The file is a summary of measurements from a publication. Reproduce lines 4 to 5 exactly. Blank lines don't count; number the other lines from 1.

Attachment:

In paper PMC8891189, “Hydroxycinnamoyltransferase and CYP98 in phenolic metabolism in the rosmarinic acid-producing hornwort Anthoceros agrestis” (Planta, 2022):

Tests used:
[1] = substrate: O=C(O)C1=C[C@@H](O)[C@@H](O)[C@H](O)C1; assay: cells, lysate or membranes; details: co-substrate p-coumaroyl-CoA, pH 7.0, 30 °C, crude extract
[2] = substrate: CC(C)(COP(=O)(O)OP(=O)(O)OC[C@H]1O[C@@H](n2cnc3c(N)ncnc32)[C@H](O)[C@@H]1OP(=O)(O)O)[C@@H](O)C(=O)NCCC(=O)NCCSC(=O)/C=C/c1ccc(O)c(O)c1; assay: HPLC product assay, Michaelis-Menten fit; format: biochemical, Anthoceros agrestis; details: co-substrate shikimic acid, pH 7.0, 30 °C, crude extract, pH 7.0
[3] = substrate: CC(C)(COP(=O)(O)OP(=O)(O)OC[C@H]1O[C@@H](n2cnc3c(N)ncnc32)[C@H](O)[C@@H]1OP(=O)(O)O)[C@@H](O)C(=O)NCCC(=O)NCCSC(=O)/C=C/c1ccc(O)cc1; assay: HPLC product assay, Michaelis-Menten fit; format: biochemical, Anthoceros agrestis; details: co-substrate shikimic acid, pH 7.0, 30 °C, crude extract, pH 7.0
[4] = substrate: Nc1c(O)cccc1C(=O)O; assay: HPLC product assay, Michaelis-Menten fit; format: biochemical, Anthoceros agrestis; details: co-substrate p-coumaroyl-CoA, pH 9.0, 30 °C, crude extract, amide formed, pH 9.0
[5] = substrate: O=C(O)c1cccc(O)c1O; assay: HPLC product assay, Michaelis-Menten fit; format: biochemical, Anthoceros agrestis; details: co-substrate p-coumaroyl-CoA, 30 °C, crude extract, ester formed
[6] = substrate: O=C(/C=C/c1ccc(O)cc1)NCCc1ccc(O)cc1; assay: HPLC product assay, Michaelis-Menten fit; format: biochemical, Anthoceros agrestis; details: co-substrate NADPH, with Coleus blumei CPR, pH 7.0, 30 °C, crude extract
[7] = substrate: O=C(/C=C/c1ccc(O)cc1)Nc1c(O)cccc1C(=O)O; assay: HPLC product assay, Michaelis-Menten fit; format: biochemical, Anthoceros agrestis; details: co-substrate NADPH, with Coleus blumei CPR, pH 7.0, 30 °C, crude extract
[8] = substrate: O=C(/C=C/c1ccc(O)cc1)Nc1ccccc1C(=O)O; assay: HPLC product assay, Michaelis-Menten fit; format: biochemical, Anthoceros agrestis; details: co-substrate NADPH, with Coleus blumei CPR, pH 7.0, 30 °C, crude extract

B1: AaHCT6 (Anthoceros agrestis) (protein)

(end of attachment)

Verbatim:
[2] = substrate: CC(C)(COP(=O)(O)OP(=O)(O)OC[C@H]1O[C@@H](n2cnc3c(N)ncnc32)[C@H](O)[C@@H]1OP(=O)(O)O)[C@@H](O)C(=O)NCCC(=O)NCCSC(=O)/C=C/c1ccc(O)c(O)c1; assay: HPLC product assay, Michaelis-Menten fit; format: biochemical, Anthoceros agrestis; details: co-substrate shikimic acid, pH 7.0, 30 °C, crude extract, pH 7.0
[3] = substrate: CC(C)(COP(=O)(O)OP(=O)(O)OC[C@H]1O[C@@H](n2cnc3c(N)ncnc32)[C@H](O)[C@@H]1OP(=O)(O)O)[C@@H](O)C(=O)NCCC(=O)NCCSC(=O)/C=C/c1ccc(O)cc1; assay: HPLC product assay, Michaelis-Menten fit; format: biochemical, Anthoceros agrestis; details: co-substrate shikimic acid, pH 7.0, 30 °C, crude extract, pH 7.0